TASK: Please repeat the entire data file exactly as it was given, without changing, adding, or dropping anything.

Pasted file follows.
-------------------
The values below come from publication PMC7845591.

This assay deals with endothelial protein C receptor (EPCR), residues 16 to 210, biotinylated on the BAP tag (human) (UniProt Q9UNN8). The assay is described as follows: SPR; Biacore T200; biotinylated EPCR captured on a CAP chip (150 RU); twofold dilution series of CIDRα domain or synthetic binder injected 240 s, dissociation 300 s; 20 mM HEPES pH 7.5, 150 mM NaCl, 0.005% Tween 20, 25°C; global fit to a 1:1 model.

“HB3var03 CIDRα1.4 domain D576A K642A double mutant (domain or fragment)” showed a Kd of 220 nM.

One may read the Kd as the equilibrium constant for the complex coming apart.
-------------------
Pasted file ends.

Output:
The values below come from publication PMC7845591.

This assay deals with endothelial protein C receptor (EPCR), residues 16 to 210, biotinylated on the BAP tag (human) (UniProt Q9UNN8). The assay is described as follows: SPR; Biacore T200; biotinylated EPCR captured on a CAP chip (150 RU); twofold dilution series of CIDRα domain or synthetic binder injected 240 s, dissociation 300 s; 20 mM HEPES pH 7.5, 150 mM NaCl, 0.005% Tween 20, 25°C; global fit to a 1:1 model.

“HB3var03 CIDRα1.4 domain D576A K642A double mutant (domain or fragment)” showed a Kd of 220 nM.

One may read the Kd as the equilibrium constant for the complex coming apart.